5 Things to Do Instead of College image

5 Things To Do Instead of College

Don't be one of the 75% of Americans who regret their college loans. Here are five things to do instead of going to college.

It seems like a modern-day rite of passage. I’m talking about student loan debt.

When I was a kid, my poor dad encouraged me to go to college. He wanted me to get a good education so that I could get a good job and enjoy a good salary with a pension. He and I had different definitions of the word good.

Back then, college wasn’t nearly as expensive as it is now, but the line of reasoning was the same. The cost of college would be worth the return you got in better work and higher pay.

It’s common advice, trotted out by parents all over the world, but turns out even they don’t really believe in it.

Most Americans regret their college debt

According to a new survey by Citizens Bank, almost 75% of Americans "wish they had done more to minimize the burden of their student loans”.

The survey also showed the top advice they would give themselves if they could go back in time and have a conversation:

  • Prioritize paying off student loans as soon as possible (43%)
  • Spend time to fully understand student loan options (41%)
  • Have more conversations on educational financing with experts (33%)
  • Attend a less expensive college (29%)
  • Refinance student loans to get a lower interest rate (26%)

The reality is that most Americans with college debt regret getting that debt. This is doubly true if they used that money not just for a college degree but for other frivolous things as well. As I wrote a while back: Nearly 50 percent of college kids take out student loan money in order to spend it on things like:

  • Vacations (3%)
  • Restaurants (13%)
  • Clothes (15%)
  • Car Expenses (19%)
  • Monthly expenses like mobile phones (41%)

The combination of easy money, lofty promises, and low financial intelligence have propelled the student loan industry to over a trillion dollars in market share. That’s a lot of money, and a lot of people with regrets.

With so many people regretting their college debt, you might do well to learn from their mistakes. If you’re thinking about college (or going back to college to finish your degree or get an advanced degree), consider doing one or all of these five things instead.

  1. Work to learn

    When I graduated from college, I had the opportunity to work in the shipping industry and make good money. But I knew that I didn’t want to be an employee. I wanted to be an entrepreneur.

    So instead of take a sure thing, I did the risky thing — I took a job as a salesman at Xerox making next-to-nothing in a field I was not experienced in. Why? I knew I needed sales skills in order to be successful in business. At Xerox, I could learn those valuable skills while getting paid.

    At first, I was the worst salesman on staff, but as I learned on the job and applied myself, I became our top salesman. Those sales skills have paid off more than anything I ever learned in college.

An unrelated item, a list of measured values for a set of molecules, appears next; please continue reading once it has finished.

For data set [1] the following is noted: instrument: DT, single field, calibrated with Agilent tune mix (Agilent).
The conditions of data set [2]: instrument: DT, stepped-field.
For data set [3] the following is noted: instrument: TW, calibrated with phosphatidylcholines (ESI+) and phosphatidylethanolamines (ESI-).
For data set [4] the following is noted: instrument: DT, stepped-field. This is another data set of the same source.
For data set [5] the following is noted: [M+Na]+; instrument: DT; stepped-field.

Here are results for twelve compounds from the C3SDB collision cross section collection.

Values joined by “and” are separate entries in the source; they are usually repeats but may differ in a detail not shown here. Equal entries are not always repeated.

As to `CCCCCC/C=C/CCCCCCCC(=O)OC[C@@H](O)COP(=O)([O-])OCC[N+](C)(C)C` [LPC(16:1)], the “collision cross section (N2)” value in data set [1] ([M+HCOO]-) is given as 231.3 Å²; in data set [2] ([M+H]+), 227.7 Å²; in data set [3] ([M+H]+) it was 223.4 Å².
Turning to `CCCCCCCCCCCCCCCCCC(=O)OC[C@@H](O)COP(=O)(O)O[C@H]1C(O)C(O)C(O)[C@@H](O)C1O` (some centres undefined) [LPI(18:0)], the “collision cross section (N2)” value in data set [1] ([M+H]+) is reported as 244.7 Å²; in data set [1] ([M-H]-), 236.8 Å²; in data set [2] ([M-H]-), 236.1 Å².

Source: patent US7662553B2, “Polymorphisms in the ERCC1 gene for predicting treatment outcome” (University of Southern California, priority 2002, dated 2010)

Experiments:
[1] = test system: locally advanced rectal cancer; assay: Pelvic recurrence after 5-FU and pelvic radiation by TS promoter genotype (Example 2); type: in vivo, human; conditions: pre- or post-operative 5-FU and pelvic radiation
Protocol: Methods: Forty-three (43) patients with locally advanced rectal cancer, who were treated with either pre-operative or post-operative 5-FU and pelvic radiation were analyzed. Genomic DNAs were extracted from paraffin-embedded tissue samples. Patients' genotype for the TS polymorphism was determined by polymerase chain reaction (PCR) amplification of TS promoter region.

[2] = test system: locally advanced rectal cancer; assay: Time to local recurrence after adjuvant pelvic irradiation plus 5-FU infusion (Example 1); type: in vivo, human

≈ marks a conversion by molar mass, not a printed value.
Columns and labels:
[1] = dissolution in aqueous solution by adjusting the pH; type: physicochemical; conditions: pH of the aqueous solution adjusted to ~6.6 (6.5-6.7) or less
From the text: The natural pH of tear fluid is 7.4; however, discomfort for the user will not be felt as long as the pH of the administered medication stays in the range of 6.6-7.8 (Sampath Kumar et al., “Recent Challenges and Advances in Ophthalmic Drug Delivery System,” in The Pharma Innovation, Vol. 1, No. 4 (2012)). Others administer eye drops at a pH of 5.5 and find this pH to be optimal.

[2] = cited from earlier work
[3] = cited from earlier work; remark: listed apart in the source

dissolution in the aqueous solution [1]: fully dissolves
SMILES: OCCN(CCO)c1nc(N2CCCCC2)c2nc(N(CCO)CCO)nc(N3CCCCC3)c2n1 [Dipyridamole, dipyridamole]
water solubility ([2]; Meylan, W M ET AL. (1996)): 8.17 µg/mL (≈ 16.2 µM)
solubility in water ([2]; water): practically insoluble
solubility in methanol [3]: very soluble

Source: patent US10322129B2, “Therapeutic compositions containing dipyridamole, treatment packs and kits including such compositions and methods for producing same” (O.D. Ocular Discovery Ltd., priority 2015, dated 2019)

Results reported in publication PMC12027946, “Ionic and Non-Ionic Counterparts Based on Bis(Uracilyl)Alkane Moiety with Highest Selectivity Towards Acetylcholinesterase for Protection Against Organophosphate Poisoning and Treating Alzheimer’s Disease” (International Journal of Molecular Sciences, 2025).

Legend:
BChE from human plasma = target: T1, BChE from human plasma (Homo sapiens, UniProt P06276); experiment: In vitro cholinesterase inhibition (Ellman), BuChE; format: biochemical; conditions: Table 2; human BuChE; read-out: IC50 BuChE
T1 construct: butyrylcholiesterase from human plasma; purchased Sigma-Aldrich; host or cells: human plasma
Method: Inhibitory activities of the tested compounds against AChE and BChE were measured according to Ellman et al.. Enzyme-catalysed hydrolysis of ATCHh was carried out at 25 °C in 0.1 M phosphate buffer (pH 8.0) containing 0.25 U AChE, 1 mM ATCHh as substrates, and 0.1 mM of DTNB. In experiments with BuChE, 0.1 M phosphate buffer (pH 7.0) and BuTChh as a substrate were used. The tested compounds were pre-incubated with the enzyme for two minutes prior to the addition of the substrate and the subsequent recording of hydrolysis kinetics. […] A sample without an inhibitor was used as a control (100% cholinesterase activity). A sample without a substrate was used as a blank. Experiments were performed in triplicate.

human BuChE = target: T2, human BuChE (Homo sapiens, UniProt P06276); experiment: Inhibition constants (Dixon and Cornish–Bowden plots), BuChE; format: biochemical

2. Explore non-traditional education

    There are important skills you can learn outside of the traditional, four-year institution that will help you, depending on what you want to do with your life.

    Many community colleges offer courses on investing hosted by professionals rather than professors. Also, you can learn important new-world skills like computer programming, web design, and more at a fraction of the cost. Rather than spend four years wondering what you want to do, racking up debt and taking classes you’ll never use, figure out what you want to do and take specific classes that will benefit you in the future at a fraction of the cost.

    Additionally, build your financial education by attending seminars, reading books, taking classes, and hiring a coach. All of these services are widely available, including through our Rich Dad Workshops.

  3. Begin investing

    If you have to spend $45,000 to get a degree just to work at Starbucks, you might as well skip the debt, get a job at Starbucks, save some money, invest in your financial education, and begin investing. Find an asset class that you’re interested in, learn all that you can, and use the money you would have spent on college to start building your financial future now rather than later.

  4. Start a business

    For most people, the whole point of college is to get a good job. Chances are that if you’re reading this, you think differently than most people. Some of the most successful business owners and entrepreneurs I know never went to college or dropped out. They understood that they could spend all their time, youth, energy, and talent putting money in other people’s pockets and building other people’s dreams, or they could use those resources for their own pockets and dreams. If you have a good business idea, run with it now.

  5. Serve your community

    Finally, spread some goodwill with some of the free time you’ll have from not writing term papers on ancient history at three in the morning.

    A lot of people want to serve their community but never seem to have time. “I’ll do it after college,” they say. Then it’s, “I’ll do it after this internship.” Then, “I’ll do it after the kids are older.” It goes on and on.

    I’m a firm believer that helping others is not only good for your soul but also good for your financial future. As the old proverb goes, if you plant good things, good things will be harvested.

    Serving your community allows you to think outside your world, make connections with people you’d never meet otherwise, identify needs and opportunities, figure out ways to meet those needs, and opens many doors that would otherwise be closed—all while doing something worthwhile and good.

Summary of what to do instead of college

Original publish date: April 03, 2012